I did not fare quite as well on my other measures. I stayed in vintage motels the majority of the time, but half a dozen nights I settled for budget chains. Only once did I spend more than $100; the Hampton Inn inMassillon OH is the only game in town and I was beat that day. It was the nicest place I stayed, if the measure is amenities for the business traveller. By my own parameters only two motels met the three criteria of having actual room keys (as opposed to card swipes), original pink and green tile bathrooms and casual chairs outside every room; Malone’s Motel in Mountain View, MO and Yellow Springs Motel in Yellow Springs, OH. Malone’s was the least expensive place I stayed all trip, $30, tax included, and it could not have been nicer. Honorable mentions have to go to the Lockport Motel and Suites in Lockport, NY for being the most unique place I stayed and the Lenox Inn in Lenox, MA for being lovely in every respect. Their refreshing swimming pool made up for having stripped the bathrooms of its vintage tile.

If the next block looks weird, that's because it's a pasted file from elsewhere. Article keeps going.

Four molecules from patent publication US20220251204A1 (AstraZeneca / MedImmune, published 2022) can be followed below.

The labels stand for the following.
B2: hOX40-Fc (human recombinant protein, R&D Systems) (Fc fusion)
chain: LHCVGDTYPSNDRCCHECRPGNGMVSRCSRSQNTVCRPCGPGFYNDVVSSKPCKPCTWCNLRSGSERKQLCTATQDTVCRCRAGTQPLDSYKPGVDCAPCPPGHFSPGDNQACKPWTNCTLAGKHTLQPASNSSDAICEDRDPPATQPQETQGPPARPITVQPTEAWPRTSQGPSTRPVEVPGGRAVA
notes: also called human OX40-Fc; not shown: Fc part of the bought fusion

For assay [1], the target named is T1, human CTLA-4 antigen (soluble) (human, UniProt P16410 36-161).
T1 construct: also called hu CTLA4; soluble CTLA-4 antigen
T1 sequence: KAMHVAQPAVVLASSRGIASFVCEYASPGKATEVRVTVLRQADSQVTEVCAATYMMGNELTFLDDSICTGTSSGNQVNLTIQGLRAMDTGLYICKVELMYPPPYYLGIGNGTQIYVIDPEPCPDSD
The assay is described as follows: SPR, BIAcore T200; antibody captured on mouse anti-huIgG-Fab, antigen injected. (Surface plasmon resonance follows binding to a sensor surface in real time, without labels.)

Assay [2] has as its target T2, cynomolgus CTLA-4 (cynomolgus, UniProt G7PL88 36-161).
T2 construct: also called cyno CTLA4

I fared better with my food targets. I never spent more than twenty dollars and rarely more than ten. My most expensive meal was the buffet at the Bella Terra Casino in Markland, IN; the least expensive was breakfast at JR’s Place in Jonesboro, IL which served me the best pancakes of my life (as well as eggs) for under five dollars. I admit to having the Saturday buffet at Shoney’s once and lunch at Subway a handful of times, but otherwise I ate only at independent places, never had a bad meal and ate stupendous food, either because it was really good or I was just too hungry to know any better. I arrived home three pounds lighter than I left. My most memorable lunch was at Shorty’s Café in Buffalo, OK, with the very caring waitresses, but I also enjoyed my first pretzel sandwich in Millersburg, OH, incredible biscuits and gravy in French Lick, IN, remarkable Mexican food in Garden City, KS and I became an eagle eye for Chinese buffets all along my route. I am sure they made no money on me, as I took the idea of all you can eat chicken and broccoli very seriously.